15Every secret of a writer’s soul, every experience of his life, every quality of his mind is written large in his works. ― Virginia Woolf

I doubt Virginia Woolf thought about short forms of writing–like blog posts or newspaper articles when she made this comment.  It’s not as if my soul is in this blog post, but you may see parts of my experiences, perspective, beliefs in this piece.  If you read my entire blog you’ll catch more parts of “my soul.”   

Look at your writing; are there parts of you in your stories, essays, research papers, letters, emails, and other works?  Yes. Even a research paper on what frogs eat has traces of you in the words, phrases, facts, and ideas you include–all of which make your writing unique.  



16. I have to write because if I don’t get something down then after a while I feel it’s going to bang the side of my head off. ― Terry Pratchett

Do you ever have too much information or too many ideas jumbling around in your brain and feel like there has to be a way to release them?  Terry Pratchett’s quote encapsulates this concept.  There comes a point where whatever you have inside of you needs to come out or it will drive you insane.  Is it too many ideas for a story or essay or evidence and analysis fact for a research paper?  Get it onto paper, and write.  You’ll compose something instead of stressing over what you think. 

Terry Pratchett quote


 17. Talent is cheaper than table salt. What separates the talented individual from the successful one is a lot of hard work. ― Stephen King

We think of writing as something for only “gifted people.”  It’s a myth.  Any natural talent for writing is nothing without dedication and practice.  And for those of us who feel they lack “the gift of writing,”  they do not.  Read, study, and write.  Your persistence will pay off more. 


18. Only those who will risk going too far can possibly find out how far one can go. ― T. S. Eliot

This T.S. Eliot quote, speaks to me. I’m a natural “rule follower,” but there’s a flaw in that philosophy.  Even we don’t test barriers and rules they will never know what is on the other side, and what can be made better.  Poets and artists do this better than anyone else, but we can apply it too.  First, learn the rules and norms for genres.  Then stretch them, try new things, and go beyond boundaries–you just may create the next big thing. 


19. The most difficult and complicated part of the writing process is the beginning.

― A. B. Yehoshua

Why is beginning a piece of writing so hard?  Is it not knowing what to write about, not feeling motivated, or doubting ourselves?  I’m not sure, but A.B. Yehoshua is right that getting started is challenging.  There are things you can do to make it easier, like using brainstorming and prewriting to help you generate ideas.   Another strategy that takes some of the stress and angst about writing is to turn it into a daily habit.  If you want to learn about creating and keeping habits, check out my blog post, https://www.academicwritingsuccess.com/a-comprehensive-tutorial-on-how-to-create-effective-study-habits/.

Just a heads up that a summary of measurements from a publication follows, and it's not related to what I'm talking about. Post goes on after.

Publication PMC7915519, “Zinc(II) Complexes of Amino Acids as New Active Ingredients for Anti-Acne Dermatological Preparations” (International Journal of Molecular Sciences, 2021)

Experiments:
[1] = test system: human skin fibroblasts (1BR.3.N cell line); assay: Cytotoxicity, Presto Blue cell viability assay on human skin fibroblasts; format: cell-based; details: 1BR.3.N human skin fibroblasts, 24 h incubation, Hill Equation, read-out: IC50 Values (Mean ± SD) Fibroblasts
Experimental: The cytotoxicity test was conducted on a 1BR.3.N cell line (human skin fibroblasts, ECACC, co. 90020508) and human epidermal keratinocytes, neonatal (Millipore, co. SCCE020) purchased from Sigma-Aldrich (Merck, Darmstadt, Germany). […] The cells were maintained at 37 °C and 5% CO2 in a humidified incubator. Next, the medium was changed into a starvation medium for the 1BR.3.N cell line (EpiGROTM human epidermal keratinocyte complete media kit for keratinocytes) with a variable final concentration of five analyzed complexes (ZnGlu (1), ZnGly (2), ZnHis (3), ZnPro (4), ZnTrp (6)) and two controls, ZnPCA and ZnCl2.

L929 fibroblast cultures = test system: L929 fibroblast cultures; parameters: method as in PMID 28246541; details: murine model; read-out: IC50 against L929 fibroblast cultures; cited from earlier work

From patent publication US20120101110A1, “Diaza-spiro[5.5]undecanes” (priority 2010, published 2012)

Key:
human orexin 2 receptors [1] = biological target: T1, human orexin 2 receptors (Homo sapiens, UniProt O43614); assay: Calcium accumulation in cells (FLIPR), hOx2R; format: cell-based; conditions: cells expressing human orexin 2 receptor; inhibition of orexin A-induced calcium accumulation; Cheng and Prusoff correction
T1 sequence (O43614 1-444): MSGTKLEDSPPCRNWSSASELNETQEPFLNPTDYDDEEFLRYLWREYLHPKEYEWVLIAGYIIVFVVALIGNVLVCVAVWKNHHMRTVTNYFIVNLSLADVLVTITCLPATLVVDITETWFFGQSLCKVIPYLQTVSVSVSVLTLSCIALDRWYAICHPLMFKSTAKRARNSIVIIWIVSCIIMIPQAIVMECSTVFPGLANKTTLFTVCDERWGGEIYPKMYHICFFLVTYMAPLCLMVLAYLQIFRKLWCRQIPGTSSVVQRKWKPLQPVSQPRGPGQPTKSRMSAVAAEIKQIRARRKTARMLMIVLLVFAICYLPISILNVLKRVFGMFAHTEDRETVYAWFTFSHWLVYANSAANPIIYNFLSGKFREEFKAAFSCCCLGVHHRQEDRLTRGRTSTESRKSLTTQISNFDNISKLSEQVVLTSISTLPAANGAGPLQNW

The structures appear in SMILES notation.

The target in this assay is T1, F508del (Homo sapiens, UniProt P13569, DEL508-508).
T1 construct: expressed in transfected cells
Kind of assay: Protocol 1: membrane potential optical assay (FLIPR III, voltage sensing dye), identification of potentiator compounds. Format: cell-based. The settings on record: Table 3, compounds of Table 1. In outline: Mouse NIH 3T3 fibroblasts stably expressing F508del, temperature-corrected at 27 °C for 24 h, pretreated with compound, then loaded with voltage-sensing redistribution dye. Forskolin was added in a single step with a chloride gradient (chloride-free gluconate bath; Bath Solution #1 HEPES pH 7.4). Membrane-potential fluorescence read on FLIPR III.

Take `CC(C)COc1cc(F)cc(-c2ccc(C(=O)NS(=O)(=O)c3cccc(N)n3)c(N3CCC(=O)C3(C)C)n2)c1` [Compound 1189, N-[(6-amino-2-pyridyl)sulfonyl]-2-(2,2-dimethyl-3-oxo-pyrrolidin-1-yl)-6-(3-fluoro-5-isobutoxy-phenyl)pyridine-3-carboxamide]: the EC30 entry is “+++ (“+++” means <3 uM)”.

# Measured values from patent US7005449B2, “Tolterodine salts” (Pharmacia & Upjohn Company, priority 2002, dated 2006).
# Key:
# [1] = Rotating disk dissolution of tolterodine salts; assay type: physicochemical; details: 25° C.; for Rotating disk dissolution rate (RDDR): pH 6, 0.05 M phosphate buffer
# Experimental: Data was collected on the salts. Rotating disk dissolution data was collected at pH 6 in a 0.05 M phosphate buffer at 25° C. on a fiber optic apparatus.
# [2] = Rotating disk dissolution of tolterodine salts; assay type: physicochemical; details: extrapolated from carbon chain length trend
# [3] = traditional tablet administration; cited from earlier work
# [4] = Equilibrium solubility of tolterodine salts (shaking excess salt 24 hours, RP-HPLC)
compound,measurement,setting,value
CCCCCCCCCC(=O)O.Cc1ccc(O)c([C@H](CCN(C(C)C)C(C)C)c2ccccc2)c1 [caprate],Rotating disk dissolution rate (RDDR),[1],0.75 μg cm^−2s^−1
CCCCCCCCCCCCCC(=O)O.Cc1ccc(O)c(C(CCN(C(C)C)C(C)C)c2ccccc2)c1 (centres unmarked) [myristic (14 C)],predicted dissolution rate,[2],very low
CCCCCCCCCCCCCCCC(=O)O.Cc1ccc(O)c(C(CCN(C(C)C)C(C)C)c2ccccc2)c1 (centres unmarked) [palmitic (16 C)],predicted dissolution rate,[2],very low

Those ideas will help you, but there isn’t a quick fix, The first step in the writing process only gets easier the more you write.  In the meantime know that you’re not alone in your struggle.



20. Writing is an exploration. You start from nothing and learn as you go. ― E. L. Doctorow

Yes.  I’m including another E.L. Doctorow quotation because it’s that good.   Like Doctorow, Dostoevsky, Chopin, Woolf, and other famous authors, we all start with zero words, and no direction.  We’re all adventurers into the unknown and we gain more knowledge, skill, and creativity as we go forward.  There are sharp turns, cliffs, and waves hurling at us–teaching us how to write that novel, biography, essay, poem, or article.  

Writing is an exploration-EL Doctorow




21.  Learning to write is not a linear process.  There is no logical A-to-B -to- C way to become a  good writer.  One neat truth about writing cannot answer it all.  There are many truths. To do writing practice means to deal ultimately with your whole life. ― Natalie Goldberg

My favorite writing book is  Natalie Goldberg’s,  Writing Down the Bones: Freeing the Writer Within.   In this book, she takes you through the practice of writing( writing daily).  It’s not a step-by-step manual to becoming a better writer; it’s a guide to growing as a writer.  This quote illustrates the way in which learning to write is unique.  The magic key to unlock your writing potential isn’t one thing–you discover several keys and insights as you continue to write.   Our writing grows out of the way we live and express ourselves in words.  



Which author’s words impress you?  Please comment below with your favorite inspirational author’s quote.